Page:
There are many complaints on social media sites on how complex it is to navigate through an IVR (Interactive Voice Recognition) menu when trying to contact the customer service team. However if you properly design the IVR application then it can benefit both the customer and the organization.
Firstly, what exactly is #IVR? There are 2 basic levels of an IVR, the first is where it is used to filter a customer’s call to ensure that the call is sent through to a customer service agent who has the appropriate skills to hopefully answer the enquiry accurately ensuring a high percentage of first time call resolution; let’s call this a menu-based IVR. The second IVR design is to allow a customer to self-serve i.e. fulfil their enquiry without needing to speak to an agent.
Menu-based IVR: The general problem with the design of this form of IVR is that the menu tree is too deep and the customer gets lost navigating. Ideally there should only be 2 levels of menu with a maximum of 5 options on each level; if this is not sufficient to route a customer call to the team with the correct skills, then your organization is too complex! At the end of the menu options there should be some form of reference on how to be directed to the general inbound queue in case the options do not satisfy the customer’s enquiry. If a customer has entered a menu selection then when the call is routed to an agent with the appropriate skills to handle this selection the agent should be notified on their terminal what options a customer has entered. There is nothing more annoying as a customer than being asked “How can I help you today” when you have already selected the option “I wish to know the balance in my account”, for example. This ideally should be coupled with caller line identification #CLI which in conjunction with computer telephony integration #CTI should allow an agent to have all details about the customer on their screen before the call is answered by referencing the enterprise Customer Relationship Management#CRM system.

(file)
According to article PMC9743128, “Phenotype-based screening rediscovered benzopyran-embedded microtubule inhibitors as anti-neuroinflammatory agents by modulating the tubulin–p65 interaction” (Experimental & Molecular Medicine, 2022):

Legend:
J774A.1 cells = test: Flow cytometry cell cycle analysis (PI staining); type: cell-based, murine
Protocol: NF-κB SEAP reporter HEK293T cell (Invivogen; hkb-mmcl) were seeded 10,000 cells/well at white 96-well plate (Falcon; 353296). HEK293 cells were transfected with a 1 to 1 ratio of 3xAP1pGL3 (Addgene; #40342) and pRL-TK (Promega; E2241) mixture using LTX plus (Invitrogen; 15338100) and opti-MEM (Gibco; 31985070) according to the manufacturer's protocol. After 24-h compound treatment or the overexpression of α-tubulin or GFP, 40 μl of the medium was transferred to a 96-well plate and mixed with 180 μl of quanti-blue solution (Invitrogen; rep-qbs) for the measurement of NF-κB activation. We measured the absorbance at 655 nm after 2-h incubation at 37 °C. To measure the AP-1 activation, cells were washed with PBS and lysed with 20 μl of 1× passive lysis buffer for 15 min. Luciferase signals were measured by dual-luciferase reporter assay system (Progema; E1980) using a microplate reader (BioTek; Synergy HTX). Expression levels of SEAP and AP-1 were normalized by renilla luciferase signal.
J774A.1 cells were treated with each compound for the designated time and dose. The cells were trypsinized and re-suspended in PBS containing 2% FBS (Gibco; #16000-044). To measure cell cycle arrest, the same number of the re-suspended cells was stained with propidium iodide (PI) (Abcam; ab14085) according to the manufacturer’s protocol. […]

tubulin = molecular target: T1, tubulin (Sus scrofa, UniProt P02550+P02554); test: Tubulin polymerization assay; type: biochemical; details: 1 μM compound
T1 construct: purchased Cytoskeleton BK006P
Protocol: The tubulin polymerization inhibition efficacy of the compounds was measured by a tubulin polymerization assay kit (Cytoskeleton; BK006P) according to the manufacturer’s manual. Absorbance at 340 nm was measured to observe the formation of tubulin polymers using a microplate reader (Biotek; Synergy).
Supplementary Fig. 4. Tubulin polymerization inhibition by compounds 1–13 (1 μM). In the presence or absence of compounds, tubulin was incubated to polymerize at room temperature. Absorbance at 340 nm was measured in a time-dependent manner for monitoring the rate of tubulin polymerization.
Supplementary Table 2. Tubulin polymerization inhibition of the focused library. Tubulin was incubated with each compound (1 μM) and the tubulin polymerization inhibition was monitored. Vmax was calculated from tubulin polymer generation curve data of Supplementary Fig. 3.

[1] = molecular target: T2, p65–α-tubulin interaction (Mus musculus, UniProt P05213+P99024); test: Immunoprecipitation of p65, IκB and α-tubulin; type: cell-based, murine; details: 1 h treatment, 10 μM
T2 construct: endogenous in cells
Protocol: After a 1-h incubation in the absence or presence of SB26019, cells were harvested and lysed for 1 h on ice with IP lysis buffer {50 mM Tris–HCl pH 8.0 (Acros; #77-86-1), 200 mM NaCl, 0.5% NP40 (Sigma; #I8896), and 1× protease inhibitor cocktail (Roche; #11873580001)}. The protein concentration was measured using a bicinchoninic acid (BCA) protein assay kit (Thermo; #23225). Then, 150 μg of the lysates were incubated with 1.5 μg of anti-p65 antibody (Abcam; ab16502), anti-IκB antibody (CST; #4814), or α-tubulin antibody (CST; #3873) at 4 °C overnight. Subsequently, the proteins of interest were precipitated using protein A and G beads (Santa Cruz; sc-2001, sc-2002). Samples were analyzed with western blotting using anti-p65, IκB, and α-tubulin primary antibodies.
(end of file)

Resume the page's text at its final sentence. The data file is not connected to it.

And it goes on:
Therefore in the following example the process would be as follows:
- Mr Richards calls into a mobile operator’s contact centre.
- He selects option 3 – Enquire about a new product
- Then option 2 – New contract
- The IVR assesses that the skills that the agent should have are selling + mobile contracts
- The call is put into the queue until an agent with the appropriate skills are available (appropriate messages should be played to avoid silence but most importantly where the customer is in the queue & what the expected average wait time will be)
- As the agent becomes available then their mobile contract screen should be launched displaying all history about Mr Richards within their organization and the fact that he has selected “new mobile contract” from the menu options
- The agent should then be able to answer the call “Good morning Mr Richards, my name is John, I see that you are interested in discussing a new mobile contract” ……many seconds saved & a personal touch is added.
- The CLI is not possible however if this is a new customer or the number is blocked but the agent still knows what this new customer wants to discuss.
The other area that should be avoided if you operate a contact centre that offers different language options is an agent answering the phone in a language that the customer has not selected! I live in Belgium currently and nothing annoys me more than having selected the option to speak English then the agent answering the call in Flemish – like the required service selection, the choice of language should be shown to an operator.
By following the above simple steps then the Customer Experience can be greatly improved and the following benefits realized:
- Improved First Time Call Resolution #FTR by ensuring that the agent with the most appropriate skills answers the calls
- Reduced Average Call Handling Time #AHT by not having to ask the customer their name or what they want to discuss
- A 360° view of the customer’s interactions within your organization through all channels – you then know if there are any pain points
- The customer is not asked to repeat any of the information that they have already entered into the IVR, thereby increasing their satisfaction
Remember CSAT = ESAT (Customer Satisfaction = Employee Satisfaction)
In my next article I will describe the design considerations of implementing a new voice self-service solution & the benefits to the customer & organisation.
(All views expressed are my own and do not represent those of any organization I work for)